Siege of Montségur
|Siege of Montségur|
The limestone rock of Montségur
|Kingdom of France||Cathars|
|Commanders and leaders|
|Hugues des Arcis||Raymond de Péreille|
The Siege of Montségur refers to the nine-month siege of the Cathar-held Château de Montségur by French royal forces starting in May 1243. After the Castle surrendered, about 210 perfecti and unrepentant credentes were burned in a bonfire on March 16, 1244.
Although the Albigensian Crusade had been concluded with the Treaty of Paris-Meaux in 1229, local resistance continued. The Cathar Church was still able to operate and oppose the terror of the Inquisition that pervaded the Languedoc. In 1233, the Cathar Bishop Guilhabert de Castres asked Raymond de Pereille for permission to make Montségur "the seat and head" (domicilium et caput) of the Cathar Church.
As a safe haven for Cathars, Montségur gained symbolic and strategic importance in the resistance fight against the Catholic Church and the French forces in subsequent years. In 1241 Raymond VII made a token attempt to capture Montségur, primarily to impress the King and the Catholic Church of his allegiance. At that time Montségur housed about 500 persons.
In the context of Occitan resistance and possibly linked to Raymond’s efforts to free himself from the chains of the Paris Treaty, two representatives of the Inquisition, William Arnald and Stephen de Saint-Thibéry, as well as their companions and retinue were murdered by about fifty men from Montségur and dispossessed faidits at Avignonet on May 28, 1242. This event lead to the decision to send a royal military expedition to eliminate the stronghold.
In May 1243 the seneschal Hugues des Arcis led the military command of about 10,000 royal troops against the castle that was held by about 100 fighters and was home to perfecti (who as pacifists did not participate in combat) and civilian refugees. Many of these refugees were Cathar credentes who lived in huts and caves outside the castle on the mountain. The initial strategy was to besiege the castle in expectation that water and supplies would run out, a strategy that had worked well for the crusaders before. However, the defenders were well supplied and able to keep their support lines open, being supported by many of the local population; some reinforcements even arrived. Thus eventually it was decided to attack the place directly, a difficult task due to its well protected location high on a massive limestone rock. After many failures, Basque mercenaries were able to secure a location on the eastern side of the summit across a depression which allowed the construction of a stone-throwing machine, a catapult. This forced refugees that were living outside the walls of the castle to move inside, making living conditions difficult. Apparently by treachery, a passage was found to get access to the barbican which was conquered in March 1244. The stone thrower was moved now closer and the living situation inside deteriorated under the day-and-night bombardment. When an attempt by the garrison failed to dislodge the invaders from the barbican, the defenders gave the signal that they had decided to negotiate for surrender.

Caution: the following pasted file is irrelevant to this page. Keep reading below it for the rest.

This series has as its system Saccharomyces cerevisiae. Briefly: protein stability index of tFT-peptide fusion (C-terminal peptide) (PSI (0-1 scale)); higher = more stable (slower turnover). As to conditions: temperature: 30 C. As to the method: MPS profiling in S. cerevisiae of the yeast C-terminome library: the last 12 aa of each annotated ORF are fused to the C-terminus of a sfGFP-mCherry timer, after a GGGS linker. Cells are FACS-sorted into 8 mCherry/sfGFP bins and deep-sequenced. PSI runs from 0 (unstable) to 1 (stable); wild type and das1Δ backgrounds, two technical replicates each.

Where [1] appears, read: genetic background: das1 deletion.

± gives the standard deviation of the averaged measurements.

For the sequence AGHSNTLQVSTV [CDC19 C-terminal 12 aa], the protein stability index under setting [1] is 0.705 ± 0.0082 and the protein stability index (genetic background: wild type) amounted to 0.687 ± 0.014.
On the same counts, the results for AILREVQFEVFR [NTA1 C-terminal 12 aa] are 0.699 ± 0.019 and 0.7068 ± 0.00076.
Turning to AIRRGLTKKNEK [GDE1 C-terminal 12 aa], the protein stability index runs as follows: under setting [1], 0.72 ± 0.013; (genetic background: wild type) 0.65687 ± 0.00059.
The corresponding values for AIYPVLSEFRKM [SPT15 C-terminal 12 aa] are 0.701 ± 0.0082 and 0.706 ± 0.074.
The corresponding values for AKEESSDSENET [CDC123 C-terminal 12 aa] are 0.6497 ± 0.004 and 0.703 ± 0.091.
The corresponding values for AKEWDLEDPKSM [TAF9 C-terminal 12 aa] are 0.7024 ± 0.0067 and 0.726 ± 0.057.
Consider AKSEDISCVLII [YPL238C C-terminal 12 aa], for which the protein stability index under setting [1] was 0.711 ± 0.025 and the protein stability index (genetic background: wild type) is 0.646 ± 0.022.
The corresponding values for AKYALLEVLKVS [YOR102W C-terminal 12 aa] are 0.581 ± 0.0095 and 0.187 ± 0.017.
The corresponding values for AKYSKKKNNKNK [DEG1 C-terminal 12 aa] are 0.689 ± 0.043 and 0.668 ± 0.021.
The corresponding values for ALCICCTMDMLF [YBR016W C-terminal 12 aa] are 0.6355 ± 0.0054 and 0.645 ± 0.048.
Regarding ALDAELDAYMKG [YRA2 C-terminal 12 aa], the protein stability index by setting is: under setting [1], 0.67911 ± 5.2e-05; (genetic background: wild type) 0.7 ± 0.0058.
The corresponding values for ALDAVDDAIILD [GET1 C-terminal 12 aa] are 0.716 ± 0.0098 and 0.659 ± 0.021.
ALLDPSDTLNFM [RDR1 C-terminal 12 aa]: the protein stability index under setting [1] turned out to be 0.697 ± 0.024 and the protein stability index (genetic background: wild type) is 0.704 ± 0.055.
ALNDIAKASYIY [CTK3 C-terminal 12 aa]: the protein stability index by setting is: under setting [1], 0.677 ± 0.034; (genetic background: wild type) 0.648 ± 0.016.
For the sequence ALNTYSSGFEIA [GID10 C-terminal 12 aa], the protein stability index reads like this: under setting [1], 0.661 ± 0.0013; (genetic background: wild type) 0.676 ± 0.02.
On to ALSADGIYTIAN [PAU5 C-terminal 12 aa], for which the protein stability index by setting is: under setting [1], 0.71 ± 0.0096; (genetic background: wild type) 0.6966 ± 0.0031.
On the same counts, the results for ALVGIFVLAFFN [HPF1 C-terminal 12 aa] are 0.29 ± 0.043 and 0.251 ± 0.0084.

Surrender conditions were quickly decided on: All the people in the castle were allowed to leave except those who would not renounce their Cathar faith, primarily the perfecti. A two-week truce was declared. The last two weeks were spent praying and fasting. A number of defenders decided to join the about 190 perfecti and received their consolamentum bringing the total number of Cathar believers destined to burn to between 210 and 215. On March 16, led by Bishop Bertrand Marty, the group left the castle and went down to the place where the wood for the pyre had been erected. No stakes were needed: they mounted the pyre and perished voluntarily in the flames.
The remainder of the defenders, including those who had participated in the murder of the inquisitors, were allowed to leave, among them Raymond de Pereille who was later like others subjected to the Inquisition. It has been claimed that three or four perfecti survived; they left the castle by a secret route to recover a treasure of the Cathars that had been buried in a nearby forest in the weeks prior to the surrender. The treasure not only contained material valuables but also documents and possibly relics. Nothing about its whereabouts is known.
Catharism continued in the Languedoc for many decades but it had lost its organization, and, under the pressure of the Inquisition, adherents if not captured moved to other places, such as Spain and Italy, where conditions were less oppressive. Montsegur Castle was destroyed; today’s ruins are a remnant of the French border fortress of a later time.
At the base of the mountain, in the "Prat dels Cremats" (Occitan for "Field of the Burned"), a modern stele commemorates the death of the victims; it is inscribed "Als catars, als martirs del pur amor crestian. 16 de març 1244" (Occitan for "The Cathars, martyrs of pure christian love. March 16th, 1244").
- Claude Lebédel. Understanding the tragedy of the Cathars. Editions Ouest-France, 2011. p. 109f. ISBN 978-2-7373-5267-6.
- Zoe Oldenbourg. Massacre at Montsegur. A History of the Albigensian Crusade. (1961). Phoenix, 2006. p. 340ff. ISBN 1-84212-428-5.
- Jonathan Sumption. The Albigensian Crusade. Faber and Faber, 1978. p. 237. ISBN 0-57-120002-8.
- Zoe Oldenbourg, ibid. pages 332ff